## Main Difference – Convection vs. Conduction

**Convection **and **conduction** are both mechanisms of heat transfer. The **main difference** between convection and conduction is that, i**n convection, heat is transferred through a mass flow of material** while, in conduction, **heat is transferred through collisions of particles** that make up the material.

## What is Conduction

Particles that make up matter are always in motion. When the temperature increases, the particles have larger kinetic energies, and consequently they vibrate with larger amplitudes. During *conduction*, a vibrating particle knocks a neighbouring particle, imparting energy onto that particle. This particle now vibrates with a larger amplitude, and it can collide with another neighbouring atom, giving it energy. This energy-transfer process can continue from one end of an object to the other end. Since an increase in kinetic energy of particles physically manifests as an increase in temperature, the gradual increase in the kinetic energies of particles along the object is accompanied by a gradual increase in temperature along the object. This process, whereby heat is transferred as a result of colliding particles is called **conduction**.

The ability of a material to transfer heat via conduction is characterised by its conductivity. The rate of heat transfer, or the heat current, between two objects having a temperature difference of is given by

where and are the cross-sectional area and the length of the conductor transferring heat respectively. The letter is the **thermal conductivity**, measured in units of W m^{-1} K^{-1}.

As seen from the equation, the rate of heat transfer is directly proportional to the temperature difference and the cross-sectional area of the conductor, and inversely proportional to the length of the conductor. The value of thermal conductivity depends on the microscopic properties of the material. Metals are good thermal conductors because they contain a large number of free electrons that can collide freely to transfer energy. In the meantime, the ions that form the lattice vibrate about fixed positions *also* collide and transfer heat. However, the free electrons are responsible for most of the heat transfer in metals.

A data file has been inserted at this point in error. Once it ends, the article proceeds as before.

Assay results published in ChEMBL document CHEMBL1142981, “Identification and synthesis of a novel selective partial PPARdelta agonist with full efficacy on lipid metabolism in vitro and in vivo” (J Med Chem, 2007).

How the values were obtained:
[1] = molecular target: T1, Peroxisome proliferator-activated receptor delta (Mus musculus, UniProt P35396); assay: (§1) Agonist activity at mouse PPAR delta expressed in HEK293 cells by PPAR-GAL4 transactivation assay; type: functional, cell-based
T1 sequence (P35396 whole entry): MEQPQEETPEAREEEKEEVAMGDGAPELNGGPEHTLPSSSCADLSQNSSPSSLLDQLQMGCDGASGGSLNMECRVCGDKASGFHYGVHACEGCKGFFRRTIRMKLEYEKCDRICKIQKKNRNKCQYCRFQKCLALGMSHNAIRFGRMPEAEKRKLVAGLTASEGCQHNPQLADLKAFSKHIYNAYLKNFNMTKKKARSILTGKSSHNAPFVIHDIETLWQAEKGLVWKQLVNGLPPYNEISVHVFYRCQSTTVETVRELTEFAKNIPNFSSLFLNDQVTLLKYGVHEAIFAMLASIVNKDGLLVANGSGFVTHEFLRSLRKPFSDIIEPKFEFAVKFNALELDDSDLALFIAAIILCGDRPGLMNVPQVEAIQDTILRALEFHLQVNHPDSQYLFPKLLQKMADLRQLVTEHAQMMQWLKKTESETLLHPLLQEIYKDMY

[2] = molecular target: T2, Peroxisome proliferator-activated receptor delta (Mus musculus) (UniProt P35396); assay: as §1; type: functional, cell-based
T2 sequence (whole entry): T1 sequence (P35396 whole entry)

## What is Convection

Convection is the mechanism of heat transfer in materials through a mass flow of the material. Here, in order to transfer heat, parts of the material itself moves — i.e. there is a transfer of mass within the material. Typically, convection occurs in fluids. However, effects of convection can be seen sometimes in solids, as in the case of plate tectonics. The diagram below shows the swirling patterns of convection formed by steam rising from a cup of coffee:

Convection is a complex process and there is no simple equation that fully describes it. However, we can make use of an approximation for cases where a fluid is heated using a solid surface. For these cases, the heat transfer rate is given by,

where is the surface area that heat is transferred through, is the temperature of the solid, is the temperature of air. is known as the * convective heat transfer coefficient. *This coefficient depends on a number of properties including the density, viscosity, and the flow rate of the fluid. The unit for convective heat transfer coefficient is W m

^{-2}K

^{-1}.

Note that the fluids transferring heat via convection are also transferring heat via conduction. If the conduction is very effective, it can prevent the formation of convectional currents and impede the convective heat transfer. Whether the dominant heat transfer mechanism is conduction or convection for a fluid could be found by calculating a number known as the **Rayleigh number**.

The diagram below illustrates cases where each of the three types of heat transfer mechanism is dominant.

## Difference Between Convection and Conduction

### Mechanism

**Conduction** transfers heat via the transfer of kinetic energy during collisions between vibrating particles.

**Convection** transfers heat by moving the particles that make up the material.

### Material

**Conduction** is typically the dominant mechanism of heat transfer in solids.

**Convection** is typically the dominant mechanism of heat transfer in fluids.

**Image Courtesy**

“Convection” by Rebecca Siegel (Own work) [], via

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